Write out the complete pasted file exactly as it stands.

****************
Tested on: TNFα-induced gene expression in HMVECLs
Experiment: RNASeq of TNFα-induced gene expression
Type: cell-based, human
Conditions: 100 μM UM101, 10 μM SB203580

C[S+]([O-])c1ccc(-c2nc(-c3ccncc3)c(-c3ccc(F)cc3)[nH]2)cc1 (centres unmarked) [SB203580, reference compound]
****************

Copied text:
Tested on: TNFα-induced gene expression in HMVECLs
Experiment: RNASeq of TNFα-induced gene expression
Type: cell-based, human
Conditions: 100 μM UM101, 10 μM SB203580

C[S+]([O-])c1ccc(-c2nc(-c3ccncc3)c(-c3ccc(F)cc3)[nH]2)cc1 (centres unmarked) [SB203580, reference compound]